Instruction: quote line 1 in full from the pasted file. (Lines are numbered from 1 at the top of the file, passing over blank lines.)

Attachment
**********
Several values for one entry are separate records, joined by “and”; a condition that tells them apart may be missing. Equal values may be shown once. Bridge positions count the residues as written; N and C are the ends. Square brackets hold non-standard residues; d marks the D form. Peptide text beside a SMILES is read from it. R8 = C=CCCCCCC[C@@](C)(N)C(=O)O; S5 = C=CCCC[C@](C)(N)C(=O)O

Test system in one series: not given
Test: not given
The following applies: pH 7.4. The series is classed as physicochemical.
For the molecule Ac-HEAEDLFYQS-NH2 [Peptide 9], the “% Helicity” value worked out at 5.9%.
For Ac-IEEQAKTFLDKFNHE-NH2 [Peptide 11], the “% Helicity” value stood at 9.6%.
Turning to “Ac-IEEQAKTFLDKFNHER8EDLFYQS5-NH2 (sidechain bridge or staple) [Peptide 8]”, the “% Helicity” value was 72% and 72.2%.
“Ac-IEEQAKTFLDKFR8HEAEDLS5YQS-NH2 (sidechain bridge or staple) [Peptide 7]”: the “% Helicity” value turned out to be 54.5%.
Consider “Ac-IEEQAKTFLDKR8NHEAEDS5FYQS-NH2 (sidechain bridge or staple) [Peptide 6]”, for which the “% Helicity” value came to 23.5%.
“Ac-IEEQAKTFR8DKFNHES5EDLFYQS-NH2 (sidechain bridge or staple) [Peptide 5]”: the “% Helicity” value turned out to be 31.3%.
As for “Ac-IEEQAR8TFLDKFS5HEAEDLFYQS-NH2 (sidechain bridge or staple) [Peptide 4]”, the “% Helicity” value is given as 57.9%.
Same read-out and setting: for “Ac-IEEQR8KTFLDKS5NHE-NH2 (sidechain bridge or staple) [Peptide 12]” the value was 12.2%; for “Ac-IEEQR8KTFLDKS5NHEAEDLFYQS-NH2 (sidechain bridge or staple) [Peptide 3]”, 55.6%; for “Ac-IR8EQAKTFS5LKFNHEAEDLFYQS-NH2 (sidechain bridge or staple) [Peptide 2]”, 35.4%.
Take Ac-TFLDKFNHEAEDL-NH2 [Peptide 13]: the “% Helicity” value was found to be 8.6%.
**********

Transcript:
Several values for one entry are separate records, joined by “and”; a condition that tells them apart may be missing. Equal values may be shown once. Bridge positions count the residues as written; N and C are the ends. Square brackets hold non-standard residues; d marks the D form. Peptide text beside a SMILES is read from it. R8 = C=CCCCCCC[C@@](C)(N)C(=O)O; S5 = C=CCCC[C@](C)(N)C(=O)O